Luck was on his side. The Liberals in Leon were chronically feuding with the Conservatives in Granada and the capitol of Nicaragua wandered between those two cities depending on who currently had the most military muscle. In 1854, the owner of the San Francisco Herald was returning from the East coast of the USA to San Francisco amidst a civil war between those two parties, he traversed Nicaragua, pausing in Leon to be feted by the local Liberals who explained their plight: They lacked the military force needed to fend off the Conservatives and retain control of the government in Leon and wondered whether he knew anyone who could provide such assistance. Indeed he replied, he had just the man for the job, William Walker. The Liberal president hired Walker and up to 300 “colonists” to emigrate to Nicaragua with their arms and ammunition. Little did they realize that they had invited the fox into the chicken coop.
In May, 1855, he left San Francisco with sixty men, landed on the Pacific Coast of Nicaragua and was joined by 100 locals. Among is party was Charles Frederick Henningsen, a well know English adventurer who had fought as a soldier of fortune in several European wars. Remarkably, one of his direct descendents who bears his name is an owner of villas at ApoyoResort. They marched south to Rivas where they trashed the Conservative army and defeated them again a few days later at La Virgen on the shore of Lake Cocibolca where nowadays, one departs from the Pan American Highway to head west to San Juan del Sur, ten miles away. So easy were these victories that he decided that for the good of the Nicaraguan people, he’d take over the entire country and make it a slave state. He then took Granada, made himself President and was recognized as such by Franklin Pierce, the 14th President of the USA in 1856.To facilitate that bold vision of empire, he needed control of the Rio San Juan to bring like minded adventurers from the United States to join him. The promise of huge tracts of land and all the slaves they could snatch from the local population or import from the USA brought him thousands of volunteers. He seized El Castillo which was guarded by a half dozen sleepy Nicaraguans, and seized control of the three steamboats that carried traffic up and down the Rio from the Caribbean to San Carlos. In so doing, he sowed the seeds of his downfall because those steamboats were owned by Cornelius Vanderbilt who had initiated travel via the Rio to bring folks to and from the gold fields of California in 1849. While Willie went on to take over the country, Cornelius Vanderbilt, sorely irritated by the theft of his steamboats and the termination of the lucrative business of shuttling gold seekers to and from San Francisco, hired a Costa Rican army to march through the jungle and take El Castillo from behind. They did so when they arrived unexpectedly and found the garrison of twelve drunk men indulging in a siesta. Once cut off from re-supply, Walker’s fortunes rapidly dwindled until finally, his bedraggled starving army was surrounded at La Virgen. Unfortunately for Nicaragua, Costa Rica, and Honduras which had supplied troops for a coalition army to oust Walker, more than 10,000 died in the process and he had devastated the city of Masaya during a protracted gun battle in the city center; when driven out of Granada which has been the Presidential capitol, Walker’s second in command, Henningsenhe burned the city to the ground in a fit of pique and retreated to the Guadalupe church in Granada with 400 others where they were besieged for 18 days by a Central American coalition army of 4,000. Walker in Rivas sent a steamboat with 150 troops to Granada where in a surprise attack at night, they relieved the siege and removed all survivors out of Granada to Rivas. For good measure, he dumped his dead bodies into the wells of Granada, provoking a cholera epidemic. On the wall of the lobby of the Alhambra Hotel on the Central Square in Granada, there hang four prints of drawings made in 1856 of Walker and his army in Granada. They are worth a visit. Sitting in the bay of San Juan del Sur while Walker was surrounded at La Virgen was Walker’s savior, a US Navy warship whose Captain Davis negotiated a surrender for Walker and his officers and 300 soldiers who were taken aboard the vessel and returned to the United States. Walker was considered a hero in the South where his exploits had been closely followed. The rest of his army of thousands had all died, mainly of disease.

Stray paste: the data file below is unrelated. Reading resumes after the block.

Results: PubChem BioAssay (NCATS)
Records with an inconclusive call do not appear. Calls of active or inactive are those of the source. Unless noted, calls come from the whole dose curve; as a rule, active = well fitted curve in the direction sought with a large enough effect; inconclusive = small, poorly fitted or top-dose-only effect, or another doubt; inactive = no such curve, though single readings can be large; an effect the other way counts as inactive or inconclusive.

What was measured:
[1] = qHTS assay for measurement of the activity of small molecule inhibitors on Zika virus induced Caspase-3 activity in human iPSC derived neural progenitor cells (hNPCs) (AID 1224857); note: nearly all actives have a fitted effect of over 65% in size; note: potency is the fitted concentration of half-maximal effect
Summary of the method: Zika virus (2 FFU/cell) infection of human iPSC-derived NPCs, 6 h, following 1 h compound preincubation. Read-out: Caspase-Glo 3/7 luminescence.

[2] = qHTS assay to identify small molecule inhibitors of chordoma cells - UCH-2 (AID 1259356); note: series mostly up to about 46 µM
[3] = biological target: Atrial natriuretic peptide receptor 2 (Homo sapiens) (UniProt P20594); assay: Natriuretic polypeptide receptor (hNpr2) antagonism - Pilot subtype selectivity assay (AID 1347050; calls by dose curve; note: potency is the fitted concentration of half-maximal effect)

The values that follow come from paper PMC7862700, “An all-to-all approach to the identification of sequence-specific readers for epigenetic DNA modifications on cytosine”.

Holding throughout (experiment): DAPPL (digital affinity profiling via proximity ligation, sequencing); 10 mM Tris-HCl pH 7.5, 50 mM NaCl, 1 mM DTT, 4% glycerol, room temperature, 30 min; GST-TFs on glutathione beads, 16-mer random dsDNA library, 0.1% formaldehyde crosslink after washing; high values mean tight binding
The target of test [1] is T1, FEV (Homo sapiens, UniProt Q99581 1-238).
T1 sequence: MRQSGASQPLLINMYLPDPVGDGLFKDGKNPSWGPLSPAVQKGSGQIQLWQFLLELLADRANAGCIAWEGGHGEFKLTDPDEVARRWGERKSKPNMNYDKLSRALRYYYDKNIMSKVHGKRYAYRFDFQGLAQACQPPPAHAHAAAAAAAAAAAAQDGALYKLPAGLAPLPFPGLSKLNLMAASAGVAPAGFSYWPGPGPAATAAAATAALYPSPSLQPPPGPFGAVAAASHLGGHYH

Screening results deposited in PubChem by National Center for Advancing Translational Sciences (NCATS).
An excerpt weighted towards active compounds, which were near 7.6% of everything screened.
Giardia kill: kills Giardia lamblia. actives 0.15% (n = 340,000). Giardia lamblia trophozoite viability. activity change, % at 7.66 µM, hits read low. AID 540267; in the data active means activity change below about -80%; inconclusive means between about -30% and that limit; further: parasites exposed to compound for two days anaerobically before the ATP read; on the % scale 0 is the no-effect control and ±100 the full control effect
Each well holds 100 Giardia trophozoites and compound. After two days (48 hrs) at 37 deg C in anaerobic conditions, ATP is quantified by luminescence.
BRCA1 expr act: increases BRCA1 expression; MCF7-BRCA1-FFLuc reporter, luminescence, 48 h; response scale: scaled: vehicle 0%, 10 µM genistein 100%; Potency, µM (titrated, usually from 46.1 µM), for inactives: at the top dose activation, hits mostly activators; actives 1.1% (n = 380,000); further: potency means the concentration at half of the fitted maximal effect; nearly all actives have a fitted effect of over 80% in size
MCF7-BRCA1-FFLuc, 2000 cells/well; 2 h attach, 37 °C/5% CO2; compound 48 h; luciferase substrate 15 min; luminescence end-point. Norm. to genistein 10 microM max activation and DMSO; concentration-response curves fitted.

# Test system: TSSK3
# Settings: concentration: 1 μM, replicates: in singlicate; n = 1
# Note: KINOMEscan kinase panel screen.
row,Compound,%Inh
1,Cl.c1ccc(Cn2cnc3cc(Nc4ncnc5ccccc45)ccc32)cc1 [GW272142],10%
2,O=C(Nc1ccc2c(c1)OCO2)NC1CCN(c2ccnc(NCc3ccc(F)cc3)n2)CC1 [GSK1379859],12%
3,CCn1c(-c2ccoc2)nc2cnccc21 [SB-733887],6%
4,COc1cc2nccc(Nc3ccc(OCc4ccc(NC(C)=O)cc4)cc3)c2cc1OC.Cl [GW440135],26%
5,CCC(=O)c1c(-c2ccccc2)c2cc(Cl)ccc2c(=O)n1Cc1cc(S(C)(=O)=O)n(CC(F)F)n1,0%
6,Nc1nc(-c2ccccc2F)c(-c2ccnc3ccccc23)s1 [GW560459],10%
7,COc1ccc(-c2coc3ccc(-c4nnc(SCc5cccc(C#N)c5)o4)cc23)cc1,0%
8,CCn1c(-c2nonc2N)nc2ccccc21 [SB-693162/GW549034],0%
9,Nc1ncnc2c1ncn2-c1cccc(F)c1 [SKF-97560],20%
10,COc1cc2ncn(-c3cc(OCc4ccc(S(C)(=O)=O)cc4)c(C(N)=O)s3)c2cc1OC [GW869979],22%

Walker wrote a book, his version of the war, to raise funds for another attempt, this time invading through Honduras and boarded a ship for that purpose in 1860.The British, whose Navy at that time controlled the Caribbean, took a dim view of such shenanigans, seized Walker from the ship and handed him over to the Honduran authorities who promptly stood him up in front of a wall and shot him. A proper end for Willie the Warrior.